Claudius and Hamlet

King Claudius has presumably never been to college. Yet he has managed to become king and rule over all of Denmark. He thinks that material prosperity is all that really counts. He prides himself that he has learned directly from life. College, however, teaches people how to think--and this is what Claudius is most afraid of in his nephew. Tyrants hate and fear intellectuals for good reason.

When Claudius is directly addressing Hamlet in Act I, Scene 2, the King is deliberately insulting his nephew and insinuating that Hamlet's years at Wittenberg have not given him any practical knowledge of the real world, the kind of knowledge that Claudius himself possesses and which gave him the ultimate worldly success. Claudius is trying to persuade Hamlet--as well as himself--that he has somehow learned through practical experience much of the knowledge and theory which he thinks is taught at schools like Wittenberg. Here are pertinent examples of Claudius's rationalization, along with his thinly veiled insults of his bookish nephew.

'tis sweet and commendable in your nature, Hamlet,
To give these mourning duties to your father;
But you must know, your father lost a father;
That father lost, lost his, and the survivor bound In filial obligation for some term
To do obsequious sorrow. But to persevere
In obstinate condolement is a course
Of impious stubbornness; 'tis unmanly grief;
It shows a will most incorrect to heaven,
A heart unfortified, a mind impatient,
An understanding simple and unschool'd;
For what we know must be, and is as common
As any the most vulgar thing to sense,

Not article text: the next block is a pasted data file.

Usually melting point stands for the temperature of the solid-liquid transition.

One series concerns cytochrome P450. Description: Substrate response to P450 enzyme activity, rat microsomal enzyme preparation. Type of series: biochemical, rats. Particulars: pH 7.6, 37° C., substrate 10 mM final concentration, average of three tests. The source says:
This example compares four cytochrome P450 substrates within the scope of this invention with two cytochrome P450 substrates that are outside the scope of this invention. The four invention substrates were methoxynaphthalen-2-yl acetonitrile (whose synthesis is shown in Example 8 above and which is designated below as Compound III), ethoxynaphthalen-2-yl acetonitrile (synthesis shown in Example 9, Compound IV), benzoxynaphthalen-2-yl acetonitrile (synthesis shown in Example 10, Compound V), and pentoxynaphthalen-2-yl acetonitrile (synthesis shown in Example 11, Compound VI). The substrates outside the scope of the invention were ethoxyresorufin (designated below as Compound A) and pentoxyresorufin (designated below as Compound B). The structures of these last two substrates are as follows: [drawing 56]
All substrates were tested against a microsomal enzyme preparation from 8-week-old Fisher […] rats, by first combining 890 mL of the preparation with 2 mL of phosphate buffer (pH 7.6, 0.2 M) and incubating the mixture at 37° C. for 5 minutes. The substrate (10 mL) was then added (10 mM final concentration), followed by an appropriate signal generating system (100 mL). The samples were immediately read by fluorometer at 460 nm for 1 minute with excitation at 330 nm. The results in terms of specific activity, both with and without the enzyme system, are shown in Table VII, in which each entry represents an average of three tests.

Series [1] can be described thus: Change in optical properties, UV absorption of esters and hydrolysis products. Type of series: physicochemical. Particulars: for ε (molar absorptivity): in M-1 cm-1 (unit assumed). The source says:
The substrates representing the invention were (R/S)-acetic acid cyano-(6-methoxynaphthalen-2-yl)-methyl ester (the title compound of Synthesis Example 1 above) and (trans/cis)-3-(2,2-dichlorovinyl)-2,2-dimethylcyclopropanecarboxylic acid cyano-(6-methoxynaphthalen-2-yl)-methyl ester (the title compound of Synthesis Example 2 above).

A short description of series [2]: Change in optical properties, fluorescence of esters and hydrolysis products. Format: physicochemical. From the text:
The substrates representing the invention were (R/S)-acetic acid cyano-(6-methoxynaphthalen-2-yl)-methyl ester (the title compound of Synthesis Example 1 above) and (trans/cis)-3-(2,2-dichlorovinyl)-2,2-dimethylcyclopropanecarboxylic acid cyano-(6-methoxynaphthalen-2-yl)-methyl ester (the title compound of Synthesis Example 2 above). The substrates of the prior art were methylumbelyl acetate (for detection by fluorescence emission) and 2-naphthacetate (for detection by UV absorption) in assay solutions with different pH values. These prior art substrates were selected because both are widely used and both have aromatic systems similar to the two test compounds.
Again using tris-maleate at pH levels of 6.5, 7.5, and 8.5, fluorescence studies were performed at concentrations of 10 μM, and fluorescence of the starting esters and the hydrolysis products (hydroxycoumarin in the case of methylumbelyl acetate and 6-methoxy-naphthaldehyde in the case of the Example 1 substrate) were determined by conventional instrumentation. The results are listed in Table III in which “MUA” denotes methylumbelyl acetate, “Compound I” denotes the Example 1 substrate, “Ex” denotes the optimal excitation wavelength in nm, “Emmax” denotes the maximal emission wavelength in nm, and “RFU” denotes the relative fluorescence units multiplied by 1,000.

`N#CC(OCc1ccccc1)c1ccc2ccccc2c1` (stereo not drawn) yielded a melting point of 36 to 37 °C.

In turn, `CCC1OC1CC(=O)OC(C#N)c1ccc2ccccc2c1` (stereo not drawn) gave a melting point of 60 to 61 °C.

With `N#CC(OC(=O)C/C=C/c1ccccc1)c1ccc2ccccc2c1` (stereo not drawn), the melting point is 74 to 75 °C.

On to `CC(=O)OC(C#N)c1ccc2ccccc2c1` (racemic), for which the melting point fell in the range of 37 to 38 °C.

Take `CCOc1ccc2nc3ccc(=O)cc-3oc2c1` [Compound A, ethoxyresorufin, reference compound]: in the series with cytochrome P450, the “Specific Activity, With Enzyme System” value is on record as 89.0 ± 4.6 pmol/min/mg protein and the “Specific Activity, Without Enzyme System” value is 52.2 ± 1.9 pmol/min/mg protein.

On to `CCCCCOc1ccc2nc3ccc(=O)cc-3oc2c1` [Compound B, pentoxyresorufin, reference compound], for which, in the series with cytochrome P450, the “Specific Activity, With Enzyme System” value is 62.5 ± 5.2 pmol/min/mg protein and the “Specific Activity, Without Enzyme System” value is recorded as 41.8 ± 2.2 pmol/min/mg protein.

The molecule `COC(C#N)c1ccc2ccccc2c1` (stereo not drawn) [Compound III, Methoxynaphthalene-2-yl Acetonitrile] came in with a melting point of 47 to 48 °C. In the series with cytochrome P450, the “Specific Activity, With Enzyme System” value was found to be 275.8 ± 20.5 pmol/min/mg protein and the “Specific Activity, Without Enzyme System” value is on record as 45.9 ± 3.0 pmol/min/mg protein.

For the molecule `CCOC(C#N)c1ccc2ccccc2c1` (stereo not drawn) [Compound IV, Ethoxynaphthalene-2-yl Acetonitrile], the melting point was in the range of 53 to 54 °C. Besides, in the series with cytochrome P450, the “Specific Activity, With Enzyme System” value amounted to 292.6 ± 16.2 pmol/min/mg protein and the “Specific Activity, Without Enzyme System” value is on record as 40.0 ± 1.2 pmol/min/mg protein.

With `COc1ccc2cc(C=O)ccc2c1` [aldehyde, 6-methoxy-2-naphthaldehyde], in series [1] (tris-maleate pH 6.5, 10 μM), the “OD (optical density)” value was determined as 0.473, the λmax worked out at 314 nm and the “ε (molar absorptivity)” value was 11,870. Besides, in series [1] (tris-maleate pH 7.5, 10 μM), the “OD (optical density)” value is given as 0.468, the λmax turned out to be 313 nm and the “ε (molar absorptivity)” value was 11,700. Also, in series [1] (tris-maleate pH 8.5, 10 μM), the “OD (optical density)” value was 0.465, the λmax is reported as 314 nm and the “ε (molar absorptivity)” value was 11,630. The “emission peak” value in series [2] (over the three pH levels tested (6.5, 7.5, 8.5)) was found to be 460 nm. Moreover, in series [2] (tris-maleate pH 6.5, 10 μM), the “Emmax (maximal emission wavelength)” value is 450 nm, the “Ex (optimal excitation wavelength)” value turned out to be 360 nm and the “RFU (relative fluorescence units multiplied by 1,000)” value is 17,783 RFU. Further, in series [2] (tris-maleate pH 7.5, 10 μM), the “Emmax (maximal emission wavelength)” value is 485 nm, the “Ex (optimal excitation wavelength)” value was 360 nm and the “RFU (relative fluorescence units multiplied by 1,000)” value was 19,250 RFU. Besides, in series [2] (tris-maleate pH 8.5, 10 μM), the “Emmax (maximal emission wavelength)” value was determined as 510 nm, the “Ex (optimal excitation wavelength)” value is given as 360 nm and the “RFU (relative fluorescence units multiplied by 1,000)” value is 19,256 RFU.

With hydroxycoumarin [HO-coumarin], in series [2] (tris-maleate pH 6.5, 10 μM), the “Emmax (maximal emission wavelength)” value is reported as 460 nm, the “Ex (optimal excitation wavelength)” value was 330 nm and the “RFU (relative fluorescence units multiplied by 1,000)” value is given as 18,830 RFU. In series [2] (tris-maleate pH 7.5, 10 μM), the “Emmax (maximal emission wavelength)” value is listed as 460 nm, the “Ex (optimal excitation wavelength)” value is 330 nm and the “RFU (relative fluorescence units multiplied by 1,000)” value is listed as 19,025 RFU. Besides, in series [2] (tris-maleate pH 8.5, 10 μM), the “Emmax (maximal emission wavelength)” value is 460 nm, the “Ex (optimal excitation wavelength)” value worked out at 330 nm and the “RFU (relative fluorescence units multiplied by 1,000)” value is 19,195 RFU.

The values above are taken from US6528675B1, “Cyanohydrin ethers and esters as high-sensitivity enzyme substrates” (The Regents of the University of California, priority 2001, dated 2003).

Why should we, in our peevish opposition,
Take it to heart? Fie! 'tis a fault to heaven,
A fault against the dead, a fault to nature,
To reason most absurd, whose common theme
Is death of fathers, and who still hath cried,
From the first corse till he that died today,
This must be so.

Anyone who has acquired a good academic education will meet many men outside the ivy-covered walls who, like Claudius, will pretend to despise "book learning" and at the same time show they think they have somehow managed to acquire it without going to college or reading many books. Claudius would like Hamlet to feel he has really learned nothing at Wittenberg, but at the same time Claudius is a bit in awe of his intellectual nephew, who must know a half-dozen languages and who must have an in-depth knowledge of such matters as Aristotelian logic and civil and canon law. The fact is that Claudius only knows how to take things away from people who have them. He would like to pry into Hamlet's mind and steal whatever he can understand in order to use it for his own purposes. Ignorant people will always try to exploit educated people.

There is a certain "mystique" that goes with a college education. People who have never been to college often have a certain awe and fear of those who have, because they think the college-educated person must know practically everything there is to know about everything. Claudius is really afraid of Hamlet. He spends the entire play trying to probe into Hamlet's "soul." As Claudius tells Polonius in a beautiful and characteristically simple Shakespearean metaphor,

There's something in his soul
O'er which his melancholy sits on brood;
And I do doubt the hatch and the disclose
Will be some danger; 

Claudius not only uses his own cunning mind to try to analyze his melancholy nephew, but he undoubtedly has spies watching Hamlet all over Elsinore--courtiers, domestic servants, and others. Claudius has cunningly recruited Hamlet's own mother Gertrude to spy on her son for him, along with Polonius, Rosencrantz, Guildenstern, and even Ophelia. Hamlet's mind is too complex for the relatively simple Claudius ever to understand him. Hamlet has decides to pretend to be mad in order to make it all the more difficult for Claudius to pry. As a result, Claudius naturally reads more into Hamlet than is actually there, and this is causing the wicked king to experience fears which show themselves in his heavy drinking and other behavior. What if this highly intelligent and well-educated nephew were to deduce the truth about Claudius' deep, dark secret--that he murdered his own brother to usurp the throne?